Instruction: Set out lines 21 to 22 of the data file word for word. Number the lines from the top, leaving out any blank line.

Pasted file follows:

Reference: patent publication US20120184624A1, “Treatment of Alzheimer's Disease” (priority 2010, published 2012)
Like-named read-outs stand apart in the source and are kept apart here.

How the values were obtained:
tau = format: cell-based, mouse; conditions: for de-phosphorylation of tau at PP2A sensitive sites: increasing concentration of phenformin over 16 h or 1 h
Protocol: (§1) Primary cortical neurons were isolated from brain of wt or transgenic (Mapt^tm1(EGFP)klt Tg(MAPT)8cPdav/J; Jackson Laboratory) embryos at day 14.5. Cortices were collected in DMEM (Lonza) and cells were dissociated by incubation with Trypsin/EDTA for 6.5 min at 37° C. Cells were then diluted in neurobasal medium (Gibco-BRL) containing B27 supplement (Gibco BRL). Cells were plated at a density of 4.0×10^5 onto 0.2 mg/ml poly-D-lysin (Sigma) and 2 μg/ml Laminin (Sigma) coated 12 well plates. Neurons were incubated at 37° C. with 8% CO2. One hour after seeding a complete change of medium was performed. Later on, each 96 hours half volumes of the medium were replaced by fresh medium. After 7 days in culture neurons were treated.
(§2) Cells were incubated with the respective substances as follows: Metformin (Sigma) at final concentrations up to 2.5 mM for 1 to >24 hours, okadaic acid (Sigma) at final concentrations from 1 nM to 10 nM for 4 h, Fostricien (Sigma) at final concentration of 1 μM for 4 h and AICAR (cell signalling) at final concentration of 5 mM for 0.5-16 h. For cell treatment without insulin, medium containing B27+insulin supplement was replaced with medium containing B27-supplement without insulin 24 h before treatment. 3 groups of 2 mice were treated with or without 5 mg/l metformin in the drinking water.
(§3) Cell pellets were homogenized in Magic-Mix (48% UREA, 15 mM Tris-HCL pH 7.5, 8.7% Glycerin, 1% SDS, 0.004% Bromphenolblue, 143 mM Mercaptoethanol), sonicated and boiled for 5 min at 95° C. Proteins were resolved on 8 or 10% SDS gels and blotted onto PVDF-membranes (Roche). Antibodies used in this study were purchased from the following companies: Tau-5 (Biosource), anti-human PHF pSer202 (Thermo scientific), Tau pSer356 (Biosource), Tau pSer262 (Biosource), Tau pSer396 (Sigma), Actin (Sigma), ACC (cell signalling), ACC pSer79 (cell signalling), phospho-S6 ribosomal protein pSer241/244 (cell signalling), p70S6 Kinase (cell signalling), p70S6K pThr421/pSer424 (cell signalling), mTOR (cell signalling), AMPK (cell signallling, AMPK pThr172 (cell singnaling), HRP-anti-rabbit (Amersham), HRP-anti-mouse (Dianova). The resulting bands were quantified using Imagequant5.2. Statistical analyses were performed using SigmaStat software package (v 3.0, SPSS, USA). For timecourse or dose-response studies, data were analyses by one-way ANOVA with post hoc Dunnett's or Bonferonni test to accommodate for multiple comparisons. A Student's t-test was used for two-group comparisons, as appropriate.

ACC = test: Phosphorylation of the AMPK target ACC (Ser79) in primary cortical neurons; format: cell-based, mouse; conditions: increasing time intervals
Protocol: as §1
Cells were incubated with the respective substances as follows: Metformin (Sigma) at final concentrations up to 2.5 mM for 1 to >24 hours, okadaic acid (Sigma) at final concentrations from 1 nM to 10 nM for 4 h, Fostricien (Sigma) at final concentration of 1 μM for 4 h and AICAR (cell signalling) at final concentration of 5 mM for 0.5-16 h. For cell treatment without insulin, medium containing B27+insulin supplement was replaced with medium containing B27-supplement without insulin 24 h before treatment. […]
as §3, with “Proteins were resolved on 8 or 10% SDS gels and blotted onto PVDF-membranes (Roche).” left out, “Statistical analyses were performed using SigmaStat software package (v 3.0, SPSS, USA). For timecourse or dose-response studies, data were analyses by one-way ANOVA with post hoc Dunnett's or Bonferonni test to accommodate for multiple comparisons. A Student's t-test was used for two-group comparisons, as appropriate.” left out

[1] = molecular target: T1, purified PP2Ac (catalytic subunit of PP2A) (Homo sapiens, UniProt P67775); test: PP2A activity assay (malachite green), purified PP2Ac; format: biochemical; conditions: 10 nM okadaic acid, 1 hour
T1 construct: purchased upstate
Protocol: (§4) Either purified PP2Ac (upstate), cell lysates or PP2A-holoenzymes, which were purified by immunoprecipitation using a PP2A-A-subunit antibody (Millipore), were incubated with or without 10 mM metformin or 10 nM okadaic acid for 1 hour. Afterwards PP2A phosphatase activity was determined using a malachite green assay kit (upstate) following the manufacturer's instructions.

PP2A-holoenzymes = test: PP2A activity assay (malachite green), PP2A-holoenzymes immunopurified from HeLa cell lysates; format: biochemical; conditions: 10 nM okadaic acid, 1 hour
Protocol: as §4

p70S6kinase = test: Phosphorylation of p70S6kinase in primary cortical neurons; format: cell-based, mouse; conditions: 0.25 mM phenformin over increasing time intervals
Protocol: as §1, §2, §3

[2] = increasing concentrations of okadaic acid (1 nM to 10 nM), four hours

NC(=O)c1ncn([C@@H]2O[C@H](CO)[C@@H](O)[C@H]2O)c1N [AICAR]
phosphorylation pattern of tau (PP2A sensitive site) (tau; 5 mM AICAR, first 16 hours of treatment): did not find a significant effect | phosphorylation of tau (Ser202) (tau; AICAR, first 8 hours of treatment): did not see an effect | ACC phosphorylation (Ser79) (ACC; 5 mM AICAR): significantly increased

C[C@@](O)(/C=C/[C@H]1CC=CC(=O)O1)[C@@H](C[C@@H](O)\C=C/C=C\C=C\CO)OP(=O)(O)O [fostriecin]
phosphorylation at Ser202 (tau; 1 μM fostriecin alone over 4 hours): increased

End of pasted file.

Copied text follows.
phosphorylation pattern of tau (PP2A sensitive site) (tau; 5 mM AICAR, first 16 hours of treatment): did not find a significant effect | phosphorylation of tau (Ser202) (tau; AICAR, first 8 hours of treatment): did not see an effect | ACC phosphorylation (Ser79) (ACC; 5 mM AICAR): significantly increased

C[C@@](O)(/C=C/[C@H]1CC=CC(=O)O1)[C@@H](C[C@@H](O)\C=C/C=C\C=C\CO)OP(=O)(O)O [fostriecin]